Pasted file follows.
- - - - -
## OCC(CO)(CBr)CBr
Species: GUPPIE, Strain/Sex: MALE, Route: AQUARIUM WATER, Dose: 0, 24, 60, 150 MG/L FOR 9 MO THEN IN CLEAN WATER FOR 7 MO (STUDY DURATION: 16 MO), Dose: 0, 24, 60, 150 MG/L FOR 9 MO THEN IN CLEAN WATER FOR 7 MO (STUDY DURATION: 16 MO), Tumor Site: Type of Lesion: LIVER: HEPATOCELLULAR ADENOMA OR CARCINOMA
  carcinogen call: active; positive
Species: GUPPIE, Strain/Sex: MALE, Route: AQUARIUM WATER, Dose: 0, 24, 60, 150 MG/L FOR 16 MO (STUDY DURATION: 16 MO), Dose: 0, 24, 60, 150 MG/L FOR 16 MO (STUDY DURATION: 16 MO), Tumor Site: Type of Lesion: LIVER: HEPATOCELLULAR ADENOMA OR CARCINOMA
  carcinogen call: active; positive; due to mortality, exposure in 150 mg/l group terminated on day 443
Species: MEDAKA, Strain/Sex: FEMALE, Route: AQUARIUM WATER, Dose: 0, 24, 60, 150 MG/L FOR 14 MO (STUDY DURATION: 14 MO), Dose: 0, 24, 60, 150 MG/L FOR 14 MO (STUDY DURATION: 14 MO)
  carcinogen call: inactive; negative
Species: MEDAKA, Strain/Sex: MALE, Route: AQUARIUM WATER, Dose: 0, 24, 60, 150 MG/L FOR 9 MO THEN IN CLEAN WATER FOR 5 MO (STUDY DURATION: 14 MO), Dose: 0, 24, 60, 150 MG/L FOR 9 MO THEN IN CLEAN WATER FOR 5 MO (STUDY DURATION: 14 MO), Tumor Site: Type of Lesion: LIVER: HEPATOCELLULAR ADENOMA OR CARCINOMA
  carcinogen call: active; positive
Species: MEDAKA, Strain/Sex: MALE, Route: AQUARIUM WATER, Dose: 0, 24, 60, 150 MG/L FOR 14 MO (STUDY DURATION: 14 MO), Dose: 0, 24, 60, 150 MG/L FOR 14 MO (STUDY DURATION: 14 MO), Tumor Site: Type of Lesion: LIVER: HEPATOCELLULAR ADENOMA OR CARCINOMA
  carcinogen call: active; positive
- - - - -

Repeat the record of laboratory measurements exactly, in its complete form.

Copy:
## OCC(CO)(CBr)CBr
Species: GUPPIE, Strain/Sex: MALE, Route: AQUARIUM WATER, Dose: 0, 24, 60, 150 MG/L FOR 9 MO THEN IN CLEAN WATER FOR 7 MO (STUDY DURATION: 16 MO), Dose: 0, 24, 60, 150 MG/L FOR 9 MO THEN IN CLEAN WATER FOR 7 MO (STUDY DURATION: 16 MO), Tumor Site: Type of Lesion: LIVER: HEPATOCELLULAR ADENOMA OR CARCINOMA
  carcinogen call: active; positive
Species: GUPPIE, Strain/Sex: MALE, Route: AQUARIUM WATER, Dose: 0, 24, 60, 150 MG/L FOR 16 MO (STUDY DURATION: 16 MO), Dose: 0, 24, 60, 150 MG/L FOR 16 MO (STUDY DURATION: 16 MO), Tumor Site: Type of Lesion: LIVER: HEPATOCELLULAR ADENOMA OR CARCINOMA
  carcinogen call: active; positive; due to mortality, exposure in 150 mg/l group terminated on day 443
Species: MEDAKA, Strain/Sex: FEMALE, Route: AQUARIUM WATER, Dose: 0, 24, 60, 150 MG/L FOR 14 MO (STUDY DURATION: 14 MO), Dose: 0, 24, 60, 150 MG/L FOR 14 MO (STUDY DURATION: 14 MO)
  carcinogen call: inactive; negative
Species: MEDAKA, Strain/Sex: MALE, Route: AQUARIUM WATER, Dose: 0, 24, 60, 150 MG/L FOR 9 MO THEN IN CLEAN WATER FOR 5 MO (STUDY DURATION: 14 MO), Dose: 0, 24, 60, 150 MG/L FOR 9 MO THEN IN CLEAN WATER FOR 5 MO (STUDY DURATION: 14 MO), Tumor Site: Type of Lesion: LIVER: HEPATOCELLULAR ADENOMA OR CARCINOMA
  carcinogen call: active; positive
Species: MEDAKA, Strain/Sex: MALE, Route: AQUARIUM WATER, Dose: 0, 24, 60, 150 MG/L FOR 14 MO (STUDY DURATION: 14 MO), Dose: 0, 24, 60, 150 MG/L FOR 14 MO (STUDY DURATION: 14 MO), Tumor Site: Type of Lesion: LIVER: HEPATOCELLULAR ADENOMA OR CARCINOMA
  carcinogen call: active; positive